Why other people’s councils are more interesting than my own

One of the joys of working at MPC is the opportunity to observe and participate, in District and Parish council meetings around the country. I haven’t been to a dull one yet.

The importance of observing these meetings, particularly planning committees, is self-evident. Getting to know how individual groups of councillors interact, what their priorities and preferences are, is vital to our clients for whom, with some justification, councillors can otherwise appear unreasonable, unpredictable and at times vindictive.

Stakeholder meetings and committee observations are the basics of an essential intelligence gathering exercise. They ensure a client’s application goes forward with a sound knowledge of the audience it needs to impress and it isn’t left to the vagaries of chance or the consequences of poor preparation.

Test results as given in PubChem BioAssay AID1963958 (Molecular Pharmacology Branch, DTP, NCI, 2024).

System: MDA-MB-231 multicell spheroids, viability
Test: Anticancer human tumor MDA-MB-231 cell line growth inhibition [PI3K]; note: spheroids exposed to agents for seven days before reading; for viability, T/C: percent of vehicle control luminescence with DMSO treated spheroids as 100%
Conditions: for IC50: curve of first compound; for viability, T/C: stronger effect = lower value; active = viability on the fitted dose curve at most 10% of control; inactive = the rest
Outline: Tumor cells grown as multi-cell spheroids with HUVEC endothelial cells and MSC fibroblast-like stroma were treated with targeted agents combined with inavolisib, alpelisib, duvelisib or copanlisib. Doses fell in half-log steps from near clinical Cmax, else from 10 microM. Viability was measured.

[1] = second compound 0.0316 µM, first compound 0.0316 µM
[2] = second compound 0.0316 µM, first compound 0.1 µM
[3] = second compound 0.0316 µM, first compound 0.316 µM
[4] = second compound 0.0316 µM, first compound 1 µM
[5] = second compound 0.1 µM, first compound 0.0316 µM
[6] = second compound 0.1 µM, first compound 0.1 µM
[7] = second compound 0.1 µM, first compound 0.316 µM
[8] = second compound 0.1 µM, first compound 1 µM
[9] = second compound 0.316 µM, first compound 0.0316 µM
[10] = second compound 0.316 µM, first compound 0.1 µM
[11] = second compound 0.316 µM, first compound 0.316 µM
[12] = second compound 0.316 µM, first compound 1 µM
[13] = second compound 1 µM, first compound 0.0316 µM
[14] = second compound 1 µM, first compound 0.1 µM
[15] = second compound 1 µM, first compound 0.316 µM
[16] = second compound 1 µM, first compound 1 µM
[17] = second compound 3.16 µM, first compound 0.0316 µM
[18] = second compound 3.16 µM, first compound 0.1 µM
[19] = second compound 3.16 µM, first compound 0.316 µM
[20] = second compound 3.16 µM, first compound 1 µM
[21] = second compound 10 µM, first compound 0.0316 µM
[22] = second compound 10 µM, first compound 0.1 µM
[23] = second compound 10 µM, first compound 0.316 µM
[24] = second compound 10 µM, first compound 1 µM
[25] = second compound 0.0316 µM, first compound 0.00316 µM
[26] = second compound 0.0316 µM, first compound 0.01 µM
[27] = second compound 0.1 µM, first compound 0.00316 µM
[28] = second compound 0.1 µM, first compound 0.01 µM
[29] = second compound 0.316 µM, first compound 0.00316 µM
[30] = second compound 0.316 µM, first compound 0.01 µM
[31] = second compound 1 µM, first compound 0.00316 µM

The first planning committees after a local election are often rightly feared – an application due for consideration then may be walking into jeopardy. Planning officers become uncharacteristically bashful, wary of giving a lead that might find them at cross purposes with new members and new pecking orders. New councillors step unknowingly over a line, nominally trained but unaware of the sensible limits they need to place on themselves when exercising their responsibilities.

We assiduously make time to follow the fortunes of councillors in their elections – keeping up with changes that impact directly onto our clients.

Knowing the councillors and how they are likely to react helps present an application in its most favourable light. It allows a final appeal in a committee briefing to be fine-tuned so the benefits of the application aren’t missed and key concerns are addressed.

As a councillor myself, seeing how other council’s work brings the added benefit of reminding me what brought me into politics in the first place. Every week I get to see people from all walks of life, every party and none, living out the truth that one person can make a difference, and everyone should try.

Theo Dennison - Account Manager